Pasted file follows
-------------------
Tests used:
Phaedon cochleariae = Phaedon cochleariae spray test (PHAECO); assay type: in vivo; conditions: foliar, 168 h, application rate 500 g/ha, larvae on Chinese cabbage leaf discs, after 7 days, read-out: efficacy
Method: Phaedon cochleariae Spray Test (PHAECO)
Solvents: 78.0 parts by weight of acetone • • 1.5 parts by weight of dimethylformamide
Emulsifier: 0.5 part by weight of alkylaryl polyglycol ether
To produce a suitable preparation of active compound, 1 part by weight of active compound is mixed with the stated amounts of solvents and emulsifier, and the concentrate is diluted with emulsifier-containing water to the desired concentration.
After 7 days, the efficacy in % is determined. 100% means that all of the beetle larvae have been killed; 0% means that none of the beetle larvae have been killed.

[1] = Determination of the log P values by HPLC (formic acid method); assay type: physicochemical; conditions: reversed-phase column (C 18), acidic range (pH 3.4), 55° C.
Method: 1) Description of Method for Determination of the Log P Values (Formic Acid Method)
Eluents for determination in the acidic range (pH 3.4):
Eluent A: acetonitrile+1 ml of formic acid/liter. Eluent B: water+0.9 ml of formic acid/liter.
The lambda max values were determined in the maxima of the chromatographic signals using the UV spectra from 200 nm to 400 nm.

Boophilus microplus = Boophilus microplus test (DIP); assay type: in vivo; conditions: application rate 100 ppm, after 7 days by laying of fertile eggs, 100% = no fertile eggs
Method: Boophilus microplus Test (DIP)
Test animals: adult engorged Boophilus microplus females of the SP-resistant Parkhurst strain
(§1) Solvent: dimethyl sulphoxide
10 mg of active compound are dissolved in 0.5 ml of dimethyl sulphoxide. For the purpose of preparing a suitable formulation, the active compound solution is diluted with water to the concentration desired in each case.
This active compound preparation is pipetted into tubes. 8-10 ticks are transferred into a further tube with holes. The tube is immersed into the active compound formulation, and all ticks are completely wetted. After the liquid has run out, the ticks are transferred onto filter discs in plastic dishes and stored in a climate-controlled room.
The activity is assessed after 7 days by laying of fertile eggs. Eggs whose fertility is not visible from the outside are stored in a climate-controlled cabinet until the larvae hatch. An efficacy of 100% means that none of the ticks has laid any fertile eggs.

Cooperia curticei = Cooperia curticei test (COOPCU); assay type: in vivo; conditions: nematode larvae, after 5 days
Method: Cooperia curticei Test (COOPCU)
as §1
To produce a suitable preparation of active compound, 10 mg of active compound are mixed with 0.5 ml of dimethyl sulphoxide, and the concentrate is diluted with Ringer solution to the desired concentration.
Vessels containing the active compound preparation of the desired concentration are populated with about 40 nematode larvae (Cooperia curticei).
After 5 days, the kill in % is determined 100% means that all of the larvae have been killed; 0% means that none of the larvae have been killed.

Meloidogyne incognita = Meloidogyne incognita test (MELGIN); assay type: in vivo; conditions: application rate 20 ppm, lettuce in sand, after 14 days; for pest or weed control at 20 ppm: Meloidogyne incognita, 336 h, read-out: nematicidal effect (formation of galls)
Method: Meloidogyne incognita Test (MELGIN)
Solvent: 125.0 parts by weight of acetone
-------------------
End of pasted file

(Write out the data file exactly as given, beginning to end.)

Tests used:
Phaedon cochleariae = Phaedon cochleariae spray test (PHAECO); assay type: in vivo; conditions: foliar, 168 h, application rate 500 g/ha, larvae on Chinese cabbage leaf discs, after 7 days, read-out: efficacy
Method: Phaedon cochleariae Spray Test (PHAECO)
Solvents: 78.0 parts by weight of acetone • • 1.5 parts by weight of dimethylformamide
Emulsifier: 0.5 part by weight of alkylaryl polyglycol ether
To produce a suitable preparation of active compound, 1 part by weight of active compound is mixed with the stated amounts of solvents and emulsifier, and the concentrate is diluted with emulsifier-containing water to the desired concentration.
After 7 days, the efficacy in % is determined. 100% means that all of the beetle larvae have been killed; 0% means that none of the beetle larvae have been killed.

[1] = Determination of the log P values by HPLC (formic acid method); assay type: physicochemical; conditions: reversed-phase column (C 18), acidic range (pH 3.4), 55° C.
Method: 1) Description of Method for Determination of the Log P Values (Formic Acid Method)
Eluents for determination in the acidic range (pH 3.4):
Eluent A: acetonitrile+1 ml of formic acid/liter. Eluent B: water+0.9 ml of formic acid/liter.
The lambda max values were determined in the maxima of the chromatographic signals using the UV spectra from 200 nm to 400 nm.

Boophilus microplus = Boophilus microplus test (DIP); assay type: in vivo; conditions: application rate 100 ppm, after 7 days by laying of fertile eggs, 100% = no fertile eggs
Method: Boophilus microplus Test (DIP)
Test animals: adult engorged Boophilus microplus females of the SP-resistant Parkhurst strain
(§1) Solvent: dimethyl sulphoxide
10 mg of active compound are dissolved in 0.5 ml of dimethyl sulphoxide. For the purpose of preparing a suitable formulation, the active compound solution is diluted with water to the concentration desired in each case.
This active compound preparation is pipetted into tubes. 8-10 ticks are transferred into a further tube with holes. The tube is immersed into the active compound formulation, and all ticks are completely wetted. After the liquid has run out, the ticks are transferred onto filter discs in plastic dishes and stored in a climate-controlled room.
The activity is assessed after 7 days by laying of fertile eggs. Eggs whose fertility is not visible from the outside are stored in a climate-controlled cabinet until the larvae hatch. An efficacy of 100% means that none of the ticks has laid any fertile eggs.

Cooperia curticei = Cooperia curticei test (COOPCU); assay type: in vivo; conditions: nematode larvae, after 5 days
Method: Cooperia curticei Test (COOPCU)
as §1
To produce a suitable preparation of active compound, 10 mg of active compound are mixed with 0.5 ml of dimethyl sulphoxide, and the concentrate is diluted with Ringer solution to the desired concentration.
Vessels containing the active compound preparation of the desired concentration are populated with about 40 nematode larvae (Cooperia curticei).
After 5 days, the kill in % is determined 100% means that all of the larvae have been killed; 0% means that none of the larvae have been killed.

Meloidogyne incognita = Meloidogyne incognita test (MELGIN); assay type: in vivo; conditions: application rate 20 ppm, lettuce in sand, after 14 days; for pest or weed control at 20 ppm: Meloidogyne incognita, 336 h, read-out: nematicidal effect (formation of galls)
Method: Meloidogyne incognita Test (MELGIN)
Solvent: 125.0 parts by weight of acetone